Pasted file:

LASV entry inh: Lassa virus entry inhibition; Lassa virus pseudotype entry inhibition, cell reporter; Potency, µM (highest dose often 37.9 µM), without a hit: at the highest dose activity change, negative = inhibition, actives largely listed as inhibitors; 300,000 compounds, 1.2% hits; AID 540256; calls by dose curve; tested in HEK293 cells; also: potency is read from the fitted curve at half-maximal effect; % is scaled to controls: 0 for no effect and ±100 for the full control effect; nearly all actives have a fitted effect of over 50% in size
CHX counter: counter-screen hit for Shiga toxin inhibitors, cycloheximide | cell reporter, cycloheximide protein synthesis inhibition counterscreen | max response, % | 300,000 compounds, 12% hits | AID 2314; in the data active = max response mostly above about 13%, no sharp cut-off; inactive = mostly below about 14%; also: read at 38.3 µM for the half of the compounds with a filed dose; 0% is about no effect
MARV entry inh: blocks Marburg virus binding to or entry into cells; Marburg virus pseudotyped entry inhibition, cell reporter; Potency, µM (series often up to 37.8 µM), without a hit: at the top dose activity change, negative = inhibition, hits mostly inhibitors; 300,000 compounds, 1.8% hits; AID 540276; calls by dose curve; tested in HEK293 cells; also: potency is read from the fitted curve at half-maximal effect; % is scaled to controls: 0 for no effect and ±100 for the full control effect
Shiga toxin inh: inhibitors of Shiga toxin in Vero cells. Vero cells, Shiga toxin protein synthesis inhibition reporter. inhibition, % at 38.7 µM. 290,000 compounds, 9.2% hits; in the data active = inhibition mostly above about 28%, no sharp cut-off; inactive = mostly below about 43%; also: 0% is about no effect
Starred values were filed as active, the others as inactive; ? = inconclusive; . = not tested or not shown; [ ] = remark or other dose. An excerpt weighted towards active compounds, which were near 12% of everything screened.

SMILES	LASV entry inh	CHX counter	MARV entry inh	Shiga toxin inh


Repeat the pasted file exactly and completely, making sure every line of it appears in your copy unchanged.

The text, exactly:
LASV entry inh: Lassa virus entry inhibition; Lassa virus pseudotype entry inhibition, cell reporter; Potency, µM (highest dose often 37.9 µM), without a hit: at the highest dose activity change, negative = inhibition, actives largely listed as inhibitors; 300,000 compounds, 1.2% hits; AID 540256; calls by dose curve; tested in HEK293 cells; also: potency is read from the fitted curve at half-maximal effect; % is scaled to controls: 0 for no effect and ±100 for the full control effect; nearly all actives have a fitted effect of over 50% in size
CHX counter: counter-screen hit for Shiga toxin inhibitors, cycloheximide | cell reporter, cycloheximide protein synthesis inhibition counterscreen | max response, % | 300,000 compounds, 12% hits | AID 2314; in the data active = max response mostly above about 13%, no sharp cut-off; inactive = mostly below about 14%; also: read at 38.3 µM for the half of the compounds with a filed dose; 0% is about no effect
MARV entry inh: blocks Marburg virus binding to or entry into cells; Marburg virus pseudotyped entry inhibition, cell reporter; Potency, µM (series often up to 37.8 µM), without a hit: at the top dose activity change, negative = inhibition, hits mostly inhibitors; 300,000 compounds, 1.8% hits; AID 540276; calls by dose curve; tested in HEK293 cells; also: potency is read from the fitted curve at half-maximal effect; % is scaled to controls: 0 for no effect and ±100 for the full control effect
Shiga toxin inh: inhibitors of Shiga toxin in Vero cells. Vero cells, Shiga toxin protein synthesis inhibition reporter. inhibition, % at 38.7 µM. 290,000 compounds, 9.2% hits; in the data active = inhibition mostly above about 28%, no sharp cut-off; inactive = mostly below about 43%; also: 0% is about no effect
Starred values were filed as active, the others as inactive; ? = inconclusive; . = not tested or not shown; [ ] = remark or other dose. An excerpt weighted towards active compounds, which were near 12% of everything screened.

SMILES	LASV entry inh	CHX counter	MARV entry inh	Shiga toxin inh